Toni Collette, Greg Kinnear, Abigail Breslin, and Alan Arkin talk about the best film of the year
They set on a mission to go from New Mexico to California - what happened next is unspeakable. It was the adventure one family will never forget and the plot for some horror movies, but it's about a comedy - Little Miss Sunshine, starring Greg Kinnear, Toni Collette, Steve Carell, Alan Arkin, Paul Dano, and Abigail Breslin.
Abigail (Olive) wins a regional beauty pageant in New Mexico; the finals are in California, and her family must drive out there to participate - in their old 1970's style Volkswagen van. Sometime along the way, the van breaks down; to kick start it, the whole family has to push it down the street and then jump into the side door.
Everyone in the cast had something to say about that van; eight-year-old Abigail had the easiest job of all - she was normally the first person in the van. Toni had the whole rhythm down pat. "I guess it's like the repeated gag; it obviously could have been dangerous, but it was all very well rehearsed and we had a safety person there. I really like watching how everyone in their different characters approaches it. Greg isn't running, he's driving - cop out. Steve ran and little Abby and Dwayne trying to maintain his cool quality; when you see them do that, you see them in almost like a moment of freedom. All they've been wanting to do is connect and at the end they're all connecting, but they're also feeling really comfortable and really free within themselves. When you see them jumping in the van for the last time it's like they're isolated and you can see them as who they are or something. It was quite beautiful."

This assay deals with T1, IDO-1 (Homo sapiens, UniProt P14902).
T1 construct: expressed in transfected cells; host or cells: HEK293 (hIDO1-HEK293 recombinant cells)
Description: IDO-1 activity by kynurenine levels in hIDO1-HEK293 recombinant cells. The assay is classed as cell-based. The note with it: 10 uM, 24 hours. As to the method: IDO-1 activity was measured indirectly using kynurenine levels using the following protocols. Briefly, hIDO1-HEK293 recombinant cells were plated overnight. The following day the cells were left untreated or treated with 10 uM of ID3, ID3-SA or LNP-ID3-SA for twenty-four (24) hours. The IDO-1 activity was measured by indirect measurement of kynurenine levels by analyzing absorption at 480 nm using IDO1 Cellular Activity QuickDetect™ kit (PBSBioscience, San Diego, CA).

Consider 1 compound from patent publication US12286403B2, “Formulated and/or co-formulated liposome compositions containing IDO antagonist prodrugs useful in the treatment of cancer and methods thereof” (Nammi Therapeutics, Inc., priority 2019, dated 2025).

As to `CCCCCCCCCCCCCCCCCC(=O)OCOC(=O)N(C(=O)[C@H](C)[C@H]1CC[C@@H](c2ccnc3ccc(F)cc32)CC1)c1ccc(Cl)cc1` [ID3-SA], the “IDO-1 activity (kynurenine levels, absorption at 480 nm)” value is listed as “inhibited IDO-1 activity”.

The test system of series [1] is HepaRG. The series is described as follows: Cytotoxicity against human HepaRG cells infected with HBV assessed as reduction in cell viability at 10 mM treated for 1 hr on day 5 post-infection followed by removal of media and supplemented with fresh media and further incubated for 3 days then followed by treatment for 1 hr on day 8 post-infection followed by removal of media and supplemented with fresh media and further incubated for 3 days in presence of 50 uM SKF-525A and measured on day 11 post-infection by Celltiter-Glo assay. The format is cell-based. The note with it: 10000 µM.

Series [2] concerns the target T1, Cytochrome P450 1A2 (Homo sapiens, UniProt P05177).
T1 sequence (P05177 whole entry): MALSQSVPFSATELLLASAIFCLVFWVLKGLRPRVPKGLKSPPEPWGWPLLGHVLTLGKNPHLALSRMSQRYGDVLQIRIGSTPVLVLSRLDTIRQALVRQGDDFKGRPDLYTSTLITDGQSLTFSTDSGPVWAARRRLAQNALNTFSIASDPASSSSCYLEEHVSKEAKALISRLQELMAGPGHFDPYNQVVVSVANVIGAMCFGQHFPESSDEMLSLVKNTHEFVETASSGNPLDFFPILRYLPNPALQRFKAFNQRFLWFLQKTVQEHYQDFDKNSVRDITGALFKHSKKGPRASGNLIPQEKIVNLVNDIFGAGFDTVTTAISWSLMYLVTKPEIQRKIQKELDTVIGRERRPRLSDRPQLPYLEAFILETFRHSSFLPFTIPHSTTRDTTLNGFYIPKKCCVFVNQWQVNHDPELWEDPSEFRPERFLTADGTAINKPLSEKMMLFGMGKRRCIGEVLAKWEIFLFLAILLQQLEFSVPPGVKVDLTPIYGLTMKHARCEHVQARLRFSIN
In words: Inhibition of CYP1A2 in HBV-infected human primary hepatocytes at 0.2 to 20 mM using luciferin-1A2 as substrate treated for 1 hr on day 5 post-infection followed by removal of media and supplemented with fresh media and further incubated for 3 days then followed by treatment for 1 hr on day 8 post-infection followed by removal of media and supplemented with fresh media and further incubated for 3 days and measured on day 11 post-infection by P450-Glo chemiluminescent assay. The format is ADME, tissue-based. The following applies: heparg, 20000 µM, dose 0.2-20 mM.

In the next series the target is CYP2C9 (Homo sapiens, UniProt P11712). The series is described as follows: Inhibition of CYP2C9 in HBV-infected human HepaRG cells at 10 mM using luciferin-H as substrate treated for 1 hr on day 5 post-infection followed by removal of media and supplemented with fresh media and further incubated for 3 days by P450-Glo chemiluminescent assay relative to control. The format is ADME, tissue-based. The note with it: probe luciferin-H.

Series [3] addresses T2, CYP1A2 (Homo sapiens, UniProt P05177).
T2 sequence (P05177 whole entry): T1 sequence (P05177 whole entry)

But talk about a challenge; Greg said he had the toughest job of all. "I did all the driving in the movie; I should get a frickin' award for that because first of all, everybody's life was in my hands, including a nine-year-old beautiful girl's. The guy would just say, 'Okay, we think she can go about 7 miles an hour.' And I'd go, 'What? What?' 'Action!' And I'd be looking at her, and then she'd go, 'I can't reach it! I can't reach it!' I wouldn't know - well, is that the line from the frickin' movie or is she telling me she can't reach it? So it was absolute un-orchestrated chaos every single time, not to mention when we shot out on these freeways. We didn't have the money to close the freeway down, so there's a great chance if you live in Southern California you'll be in our movie. I was going like 50 miles an hour in this '71 VW van that doesn't have side air bags. Basically you'd wait for this huge camera truck to come whizzing in front of us with the camera. 'Okay, go!' I mean, it was insanity; it's the most dangerous movie I've ever made. Don't listen to Paramount and their Mission: Impossible franchise - it's a joke."